Obamas Unfinished War

354
DOI: 10.20542/0131-2227-2017-61-2-13-22
Primakov National Research Institute of World Economy and International Relations, Russian Academy of Sciences (IMEMO), 23 Profsoyuznaya St., Moscow, 117997, Russian Federation

 

Abstract. This article explores the role of the United States military in Afghanistan since the official end of the coalition’s combat mission. It explains why President Obama had to make a painful choice between pressing ahead with withdrawal of American troops from Afghanistan and abandoning his goal of ending the longest war in American history. Specifically, it focuses on major adjustments to the original drawdown plan outlined in May 2014, which the President made under growing pressure from the Pentagon, Republican lawmakers and much of the national security establishment in Washington. By doing so the President came under criticism for going back on his promise to bring home almost all American troops by the end of his second term. He was also criticized for handing off responsibility for the Afghan conflict to the next president, who will decide the size and scope of the U.S. mission in Afghanistan beyond 2017. Meanwhile, based on the current situation on the ground it seems that the Obama administration’s attempt to “sublet the war” to Afghan national forces has failed. As Afghan army and police forces can hardly contain terrorist and insurgent groups, the American military has to step in, thus blurring the line between assistance and direct action. Even so, the rapid spread of insurgency in 2015 exposed the limits of the U.S. and allied troop presence, mostly in an advisory and training capacity. Given the new developments in the country, especially the Islamic State’s growing presence and the Taliban’s dramatic gains including the seizure of Kunduz, it appears that President Obama will leave his successor a far worse situation in Afghanistan than the one he inherited eight years ago. Overall, without a clear strategy and bipartisan consensus on the way forward in the Afghan war, it is highly unlikely that a new administration will prevent the country from spiraling into chaos now plaguing Iraq.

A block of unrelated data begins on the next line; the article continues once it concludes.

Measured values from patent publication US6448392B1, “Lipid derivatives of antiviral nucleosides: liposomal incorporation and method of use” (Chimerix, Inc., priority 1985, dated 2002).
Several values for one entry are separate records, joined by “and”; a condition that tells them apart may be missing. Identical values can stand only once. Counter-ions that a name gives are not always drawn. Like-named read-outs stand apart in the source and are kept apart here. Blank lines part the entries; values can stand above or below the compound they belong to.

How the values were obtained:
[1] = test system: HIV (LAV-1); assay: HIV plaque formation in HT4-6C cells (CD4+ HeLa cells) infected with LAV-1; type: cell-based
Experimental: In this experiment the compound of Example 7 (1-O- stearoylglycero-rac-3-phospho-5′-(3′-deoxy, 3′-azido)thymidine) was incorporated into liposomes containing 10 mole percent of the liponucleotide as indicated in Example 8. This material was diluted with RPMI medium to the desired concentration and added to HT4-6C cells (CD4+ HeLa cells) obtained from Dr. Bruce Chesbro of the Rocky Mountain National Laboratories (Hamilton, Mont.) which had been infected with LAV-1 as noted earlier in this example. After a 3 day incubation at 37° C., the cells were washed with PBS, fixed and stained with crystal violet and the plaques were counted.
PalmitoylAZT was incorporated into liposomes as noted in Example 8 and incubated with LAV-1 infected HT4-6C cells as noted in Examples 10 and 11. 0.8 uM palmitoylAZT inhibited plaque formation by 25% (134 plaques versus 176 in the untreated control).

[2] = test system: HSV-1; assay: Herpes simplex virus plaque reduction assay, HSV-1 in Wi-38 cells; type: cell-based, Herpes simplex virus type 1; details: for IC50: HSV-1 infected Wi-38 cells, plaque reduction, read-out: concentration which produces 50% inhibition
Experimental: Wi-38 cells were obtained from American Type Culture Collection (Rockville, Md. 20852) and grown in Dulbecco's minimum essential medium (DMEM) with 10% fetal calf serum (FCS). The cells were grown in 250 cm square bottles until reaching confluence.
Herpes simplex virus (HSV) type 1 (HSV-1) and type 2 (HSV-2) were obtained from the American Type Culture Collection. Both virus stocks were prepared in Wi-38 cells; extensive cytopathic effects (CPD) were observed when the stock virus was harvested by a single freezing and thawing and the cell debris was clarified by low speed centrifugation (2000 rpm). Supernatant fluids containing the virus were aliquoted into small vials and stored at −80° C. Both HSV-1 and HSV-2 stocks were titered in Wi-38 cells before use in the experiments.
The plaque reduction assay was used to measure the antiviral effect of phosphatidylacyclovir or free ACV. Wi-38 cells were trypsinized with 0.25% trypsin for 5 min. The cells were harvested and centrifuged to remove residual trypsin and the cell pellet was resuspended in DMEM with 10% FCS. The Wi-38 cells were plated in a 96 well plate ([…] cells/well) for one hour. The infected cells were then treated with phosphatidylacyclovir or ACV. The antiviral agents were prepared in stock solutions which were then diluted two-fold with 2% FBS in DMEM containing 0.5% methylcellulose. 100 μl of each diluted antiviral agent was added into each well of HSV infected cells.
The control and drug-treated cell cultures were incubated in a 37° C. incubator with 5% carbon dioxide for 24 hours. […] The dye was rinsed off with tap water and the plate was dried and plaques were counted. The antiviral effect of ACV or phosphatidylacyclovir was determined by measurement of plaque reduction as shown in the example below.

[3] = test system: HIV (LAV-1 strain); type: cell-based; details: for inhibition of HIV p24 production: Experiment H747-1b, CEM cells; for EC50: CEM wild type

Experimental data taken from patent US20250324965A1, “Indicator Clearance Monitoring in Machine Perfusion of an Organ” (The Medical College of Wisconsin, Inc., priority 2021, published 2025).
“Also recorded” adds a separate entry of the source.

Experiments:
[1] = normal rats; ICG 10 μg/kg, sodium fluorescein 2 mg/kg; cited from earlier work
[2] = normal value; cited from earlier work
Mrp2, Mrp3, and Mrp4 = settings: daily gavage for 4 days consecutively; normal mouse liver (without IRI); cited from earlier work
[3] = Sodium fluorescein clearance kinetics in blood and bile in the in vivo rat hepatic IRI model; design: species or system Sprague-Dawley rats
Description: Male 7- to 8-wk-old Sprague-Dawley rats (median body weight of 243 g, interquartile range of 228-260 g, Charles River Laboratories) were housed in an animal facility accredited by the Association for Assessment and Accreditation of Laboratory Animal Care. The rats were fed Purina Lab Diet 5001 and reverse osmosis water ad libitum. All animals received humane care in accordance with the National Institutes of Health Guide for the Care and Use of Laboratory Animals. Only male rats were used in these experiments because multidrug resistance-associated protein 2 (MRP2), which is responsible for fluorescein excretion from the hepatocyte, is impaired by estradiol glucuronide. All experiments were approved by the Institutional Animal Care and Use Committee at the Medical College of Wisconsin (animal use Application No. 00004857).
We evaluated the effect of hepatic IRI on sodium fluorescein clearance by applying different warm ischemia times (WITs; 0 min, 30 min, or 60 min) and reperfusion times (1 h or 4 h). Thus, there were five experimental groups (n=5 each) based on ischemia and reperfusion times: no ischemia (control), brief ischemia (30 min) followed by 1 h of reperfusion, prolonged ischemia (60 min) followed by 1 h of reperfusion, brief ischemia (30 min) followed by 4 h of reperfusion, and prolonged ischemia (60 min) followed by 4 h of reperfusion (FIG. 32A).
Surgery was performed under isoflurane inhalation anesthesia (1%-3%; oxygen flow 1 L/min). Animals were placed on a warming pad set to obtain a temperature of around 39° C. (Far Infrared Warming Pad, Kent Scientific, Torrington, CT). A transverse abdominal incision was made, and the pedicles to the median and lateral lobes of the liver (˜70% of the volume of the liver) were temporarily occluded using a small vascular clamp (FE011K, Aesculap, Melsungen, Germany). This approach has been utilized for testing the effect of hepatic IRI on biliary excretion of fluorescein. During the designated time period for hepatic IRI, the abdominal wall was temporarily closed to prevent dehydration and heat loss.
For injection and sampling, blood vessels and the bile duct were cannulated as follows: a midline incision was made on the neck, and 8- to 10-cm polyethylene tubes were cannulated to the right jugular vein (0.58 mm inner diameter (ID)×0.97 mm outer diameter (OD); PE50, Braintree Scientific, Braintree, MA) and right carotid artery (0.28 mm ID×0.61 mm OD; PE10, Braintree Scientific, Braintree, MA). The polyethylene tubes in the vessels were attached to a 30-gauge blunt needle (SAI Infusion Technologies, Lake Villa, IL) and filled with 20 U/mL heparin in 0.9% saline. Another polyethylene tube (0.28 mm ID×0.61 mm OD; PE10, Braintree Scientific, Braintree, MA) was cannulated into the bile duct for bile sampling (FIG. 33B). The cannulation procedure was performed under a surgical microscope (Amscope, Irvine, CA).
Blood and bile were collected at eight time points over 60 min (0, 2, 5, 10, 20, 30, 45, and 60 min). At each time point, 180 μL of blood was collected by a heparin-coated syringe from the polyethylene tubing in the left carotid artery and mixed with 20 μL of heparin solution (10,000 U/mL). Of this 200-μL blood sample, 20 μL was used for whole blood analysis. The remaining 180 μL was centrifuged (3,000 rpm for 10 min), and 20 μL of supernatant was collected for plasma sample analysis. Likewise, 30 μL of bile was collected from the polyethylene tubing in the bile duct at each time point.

Keywords: Obama’s plan, Afghanistan, NATO, International Security Assistance Force, Resolute Support Mission, Operation Freedom’s Sentinel, Afghan National Defense and Security Forces 


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For citation:
Shapiro N. Obamas Unfinished War. World Eonomy and International Relations, 2017, vol. 61, no. 2, pp. 13-22. https://doi.org/10.20542/0131-2227-2017-61-2-13-22



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